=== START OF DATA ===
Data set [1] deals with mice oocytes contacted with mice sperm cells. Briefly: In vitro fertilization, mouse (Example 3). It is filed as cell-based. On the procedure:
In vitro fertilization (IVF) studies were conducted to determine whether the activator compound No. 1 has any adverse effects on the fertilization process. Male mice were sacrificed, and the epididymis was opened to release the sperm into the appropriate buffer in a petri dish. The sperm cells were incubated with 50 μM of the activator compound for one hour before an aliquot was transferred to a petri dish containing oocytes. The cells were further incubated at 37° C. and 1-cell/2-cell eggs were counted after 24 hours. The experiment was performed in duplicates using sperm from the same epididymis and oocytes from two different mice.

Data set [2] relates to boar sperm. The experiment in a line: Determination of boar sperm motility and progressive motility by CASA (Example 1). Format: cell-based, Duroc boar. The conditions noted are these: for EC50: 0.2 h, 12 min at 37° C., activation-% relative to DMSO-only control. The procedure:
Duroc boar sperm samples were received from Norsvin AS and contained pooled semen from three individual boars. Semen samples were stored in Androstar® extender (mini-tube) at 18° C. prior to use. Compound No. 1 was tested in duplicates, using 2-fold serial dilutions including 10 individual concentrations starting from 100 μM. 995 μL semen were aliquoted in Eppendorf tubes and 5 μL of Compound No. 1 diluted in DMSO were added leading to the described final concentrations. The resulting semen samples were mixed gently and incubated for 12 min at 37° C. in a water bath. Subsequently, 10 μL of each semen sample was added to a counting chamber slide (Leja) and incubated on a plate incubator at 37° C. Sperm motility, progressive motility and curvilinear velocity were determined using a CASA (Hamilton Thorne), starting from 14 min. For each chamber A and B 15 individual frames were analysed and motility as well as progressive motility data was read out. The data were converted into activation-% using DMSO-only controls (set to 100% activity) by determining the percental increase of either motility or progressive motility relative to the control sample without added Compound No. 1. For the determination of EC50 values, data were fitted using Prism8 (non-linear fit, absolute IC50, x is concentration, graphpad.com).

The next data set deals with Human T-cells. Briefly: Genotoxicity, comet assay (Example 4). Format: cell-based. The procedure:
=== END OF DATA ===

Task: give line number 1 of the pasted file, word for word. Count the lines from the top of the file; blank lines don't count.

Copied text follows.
Data set [1] deals with mice oocytes contacted with mice sperm cells. Briefly: In vitro fertilization, mouse (Example 3). It is filed as cell-based. On the procedure: